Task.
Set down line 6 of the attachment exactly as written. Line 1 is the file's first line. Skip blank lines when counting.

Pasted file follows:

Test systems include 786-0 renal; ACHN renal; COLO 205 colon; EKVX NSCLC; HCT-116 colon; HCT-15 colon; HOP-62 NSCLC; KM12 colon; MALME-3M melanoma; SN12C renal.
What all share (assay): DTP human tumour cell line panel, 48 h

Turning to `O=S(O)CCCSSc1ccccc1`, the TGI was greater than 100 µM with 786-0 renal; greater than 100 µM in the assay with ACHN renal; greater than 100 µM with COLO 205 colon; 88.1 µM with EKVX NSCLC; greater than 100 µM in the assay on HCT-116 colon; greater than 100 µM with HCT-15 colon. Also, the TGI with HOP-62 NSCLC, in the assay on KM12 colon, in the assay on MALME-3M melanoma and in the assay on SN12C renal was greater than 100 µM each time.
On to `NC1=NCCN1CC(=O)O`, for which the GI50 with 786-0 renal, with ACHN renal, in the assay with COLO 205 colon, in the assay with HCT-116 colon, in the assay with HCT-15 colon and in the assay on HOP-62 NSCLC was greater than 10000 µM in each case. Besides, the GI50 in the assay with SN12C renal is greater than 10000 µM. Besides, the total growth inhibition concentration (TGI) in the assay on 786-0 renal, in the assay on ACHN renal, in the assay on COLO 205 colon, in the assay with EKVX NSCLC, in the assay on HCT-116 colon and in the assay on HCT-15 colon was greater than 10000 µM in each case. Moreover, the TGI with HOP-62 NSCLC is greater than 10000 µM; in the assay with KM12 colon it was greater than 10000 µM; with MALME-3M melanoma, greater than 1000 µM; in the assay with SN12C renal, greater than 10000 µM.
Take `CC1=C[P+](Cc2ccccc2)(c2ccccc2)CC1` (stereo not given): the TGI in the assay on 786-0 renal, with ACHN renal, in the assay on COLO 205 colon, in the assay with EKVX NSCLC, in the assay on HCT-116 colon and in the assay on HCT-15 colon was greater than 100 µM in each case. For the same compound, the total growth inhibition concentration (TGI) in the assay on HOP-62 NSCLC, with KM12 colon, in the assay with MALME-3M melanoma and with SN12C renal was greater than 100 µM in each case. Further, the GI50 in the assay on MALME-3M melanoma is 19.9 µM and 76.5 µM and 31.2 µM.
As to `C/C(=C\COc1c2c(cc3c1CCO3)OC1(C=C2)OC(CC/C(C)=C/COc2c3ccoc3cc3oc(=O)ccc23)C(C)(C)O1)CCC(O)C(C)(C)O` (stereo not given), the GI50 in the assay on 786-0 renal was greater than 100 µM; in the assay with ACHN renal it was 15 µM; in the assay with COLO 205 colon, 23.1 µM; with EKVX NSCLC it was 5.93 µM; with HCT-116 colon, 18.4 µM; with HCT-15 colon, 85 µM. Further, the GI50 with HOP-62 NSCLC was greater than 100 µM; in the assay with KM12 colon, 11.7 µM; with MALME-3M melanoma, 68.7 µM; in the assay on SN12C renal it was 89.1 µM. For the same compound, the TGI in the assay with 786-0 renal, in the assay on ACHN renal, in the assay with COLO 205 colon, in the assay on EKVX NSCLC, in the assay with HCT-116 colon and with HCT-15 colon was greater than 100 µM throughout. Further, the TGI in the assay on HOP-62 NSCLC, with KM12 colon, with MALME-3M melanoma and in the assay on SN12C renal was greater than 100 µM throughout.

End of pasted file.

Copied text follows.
As to `C/C(=C\COc1c2c(cc3c1CCO3)OC1(C=C2)OC(CC/C(C)=C/COc2c3ccoc3cc3oc(=O)ccc23)C(C)(C)O1)CCC(O)C(C)(C)O` (stereo not given), the GI50 in the assay on 786-0 renal was greater than 100 µM; in the assay with ACHN renal it was 15 µM; in the assay with COLO 205 colon, 23.1 µM; with EKVX NSCLC it was 5.93 µM; with HCT-116 colon, 18.4 µM; with HCT-15 colon, 85 µM. Further, the GI50 with HOP-62 NSCLC was greater than 100 µM; in the assay with KM12 colon, 11.7 µM; with MALME-3M melanoma, 68.7 µM; in the assay on SN12C renal it was 89.1 µM. For the same compound, the TGI in the assay with 786-0 renal, in the assay on ACHN renal, in the assay with COLO 205 colon, in the assay on EKVX NSCLC, in the assay with HCT-116 colon and with HCT-15 colon was greater than 100 µM throughout. Further, the TGI in the assay on HOP-62 NSCLC, with KM12 colon, with MALME-3M melanoma and in the assay on SN12C renal was greater than 100 µM throughout.